Yasmin Khan and Andrew Whitehead
On 2 March 2017, History Workshop published a Virtual Special Issue of articles relating to the history of South Asia that had appeared in History Workshop Journal. This page provides a record of that special access issue, now available through subscription to History Workshop Journal through Oxford University Press.
Looking back on twenty-five years of History Workshop’s publishing on South Asia, we were struck by the richness of the content, the variety of approaches and the global influence on history-writing by HWJ authors. The articles here are only a selection from a wider range of writings about South Asia published by the Journal.
To set this in context, members of the (British) Communist Party Historians Group had long been important influences on Indian history-writing. In the 1970s the History Workshop movement resonated in India and among South Asian historians at a time when many people were seeking post-imperial ways of capturing radical and marginalised voices. History Workshop was part of a global shift in historical direction. And after Edward Said had let his genie out of the bottle, History Workshop played a part in the ferment of ideas in the 1980s and early 1990s about how to write post-colonial histories from the perspective of the worker or peasant. Subaltern Studies was the most important manifestation of this and its advocates found a space in the journal.
However, History Workshop and Subaltern Studies have been critical friends, rather than kindred spirits, and it is striking to see that the most profound criticisms of Subaltern Studies were also published in these pages. These historiographical debates were intense, and some of the sharpest parries against subaltern history were published here: ‘the monumental misinterpretations’ of E.P Thompson by Indian historians in the words of Raj Chandavarkar (1997).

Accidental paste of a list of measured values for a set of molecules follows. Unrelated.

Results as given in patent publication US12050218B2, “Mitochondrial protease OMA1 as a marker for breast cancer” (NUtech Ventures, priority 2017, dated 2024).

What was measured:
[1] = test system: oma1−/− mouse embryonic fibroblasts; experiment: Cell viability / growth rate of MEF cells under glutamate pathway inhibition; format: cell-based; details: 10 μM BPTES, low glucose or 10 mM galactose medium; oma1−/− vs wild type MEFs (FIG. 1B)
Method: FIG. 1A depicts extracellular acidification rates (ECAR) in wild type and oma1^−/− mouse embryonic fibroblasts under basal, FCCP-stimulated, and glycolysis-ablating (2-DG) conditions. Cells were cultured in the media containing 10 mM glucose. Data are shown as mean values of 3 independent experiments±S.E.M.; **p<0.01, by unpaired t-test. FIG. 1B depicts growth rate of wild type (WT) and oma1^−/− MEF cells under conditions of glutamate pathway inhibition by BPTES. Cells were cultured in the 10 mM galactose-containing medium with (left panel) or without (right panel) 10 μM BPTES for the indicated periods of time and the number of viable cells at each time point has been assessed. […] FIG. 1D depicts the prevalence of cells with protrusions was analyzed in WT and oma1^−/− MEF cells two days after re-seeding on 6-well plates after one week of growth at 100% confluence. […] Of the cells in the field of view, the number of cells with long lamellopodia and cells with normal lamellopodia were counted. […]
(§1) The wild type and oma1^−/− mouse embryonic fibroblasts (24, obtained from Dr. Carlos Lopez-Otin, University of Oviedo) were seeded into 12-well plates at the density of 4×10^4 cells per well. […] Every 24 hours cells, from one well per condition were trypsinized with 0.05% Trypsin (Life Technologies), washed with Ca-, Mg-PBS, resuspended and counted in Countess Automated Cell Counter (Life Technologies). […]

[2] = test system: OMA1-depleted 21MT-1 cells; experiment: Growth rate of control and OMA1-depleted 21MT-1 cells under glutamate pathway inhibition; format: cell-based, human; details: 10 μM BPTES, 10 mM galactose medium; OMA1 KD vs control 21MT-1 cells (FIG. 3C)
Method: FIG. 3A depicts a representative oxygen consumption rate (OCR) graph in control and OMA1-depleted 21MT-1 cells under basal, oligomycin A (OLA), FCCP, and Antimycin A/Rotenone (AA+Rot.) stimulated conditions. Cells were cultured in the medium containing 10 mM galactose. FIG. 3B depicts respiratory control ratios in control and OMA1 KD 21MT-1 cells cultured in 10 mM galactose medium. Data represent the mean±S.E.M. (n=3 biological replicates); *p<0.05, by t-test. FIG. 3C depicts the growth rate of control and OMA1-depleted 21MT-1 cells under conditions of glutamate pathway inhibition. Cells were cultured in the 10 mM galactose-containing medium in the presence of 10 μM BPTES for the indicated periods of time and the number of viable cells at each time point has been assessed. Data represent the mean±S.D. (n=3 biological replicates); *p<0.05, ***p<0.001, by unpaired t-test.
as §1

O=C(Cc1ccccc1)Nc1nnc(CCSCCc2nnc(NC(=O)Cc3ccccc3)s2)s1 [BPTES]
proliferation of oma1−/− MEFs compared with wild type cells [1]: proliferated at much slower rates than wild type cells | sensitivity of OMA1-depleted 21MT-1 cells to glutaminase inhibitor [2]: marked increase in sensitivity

Some of these debates turned on how far the empire could really innovate and change society. Dipesh Chakrabarty made a persuasive case for ‘European categories of thought’ (1993). On the other hand, O’Hanlon and Washbrook insisted (here and elsewhere) for the refurbishments of South Asian inheritances by colonialists, rather than against blanket applications of orientalist readings of imperialism. As O’Hanlon and Washbrook noted in 1991, the impact of global capital and empire were not identical – and twenty five years later the challenge of disentangling these two interconnected but different aspects of global history still stand.
History Workshop Journal’s engagement has been rooted, then, perhaps inevitably for a journal published from the UK, in the intricate relationships between Britons and South Asians in the two-hundred year history of imperial rule. This has been a resolutely humanist approach, thinking through histories by foregrounding human relationships. Whether in the encounters of South Asians in fin-de-siecle London, British soldiers and local Indian women or the ambivalent loyalties and place of home in Anglo-Indian identities (Burton, 1996; Blunt, 2002; Khan, 2012). There is little here to suggest simplistic or mono-directional encounters with South Asian ‘subjects’, rather very lively relationships and interactions, circumscribed by imperial power.
This is also a feminist journal and the historical ways that gender has been constructed – and the important intersection between this and colonial debates – has been a persistent subject (Loomba, 1993; Nair, 2008; Sarkar, 1993). These pieces never lose sight of the individual subjectivities and real women at the heart of these stories. The violence, pain and fracture of South Asia into different and opposing states has also been a recurrent theme, also too often written on the bodies of women in the form of sexual violence and misogyny (Saikia, 2004; Whitehead with Sidhwa and Butalia, 2000).
One of the most appealing aspects of the Journal is the space for others forms of writing. You will find here the daring, the personal, the subjective, the emotive, as the journal has nourished ways of writing outside the requirements of the formal academy. Manas Ray’s piece ‘Growing up Refugee’ about his childhood and youth in Bengal (2002) is an exemplar of this. There are also the priceless personal and political insights of Romila Thapar’s memoir of writing Indian school textbooks, and the longstanding pressures on these texts and their authors. And Ravinder Kaur reflects on the future; how will Indian history of the digital age come to be written? (2015).
So History Workshop has left an imprint on the development of South Asian historiographies – and the interconnected conversation of historians in Britain, the US and South Asia is reflected here. But, as Priya Satia (2016) reminds us, the racial and global contexts of British radical historical traditions need some attention themselves. Many of the thinkers at the heart of ‘British’ leftist history – from Orwell to E.P. Thompson – were closely connected by family networks to India and had deep connections to the colonial world. History Workshop was not forged in isolation but in a Britain still reeling from the loss of empire.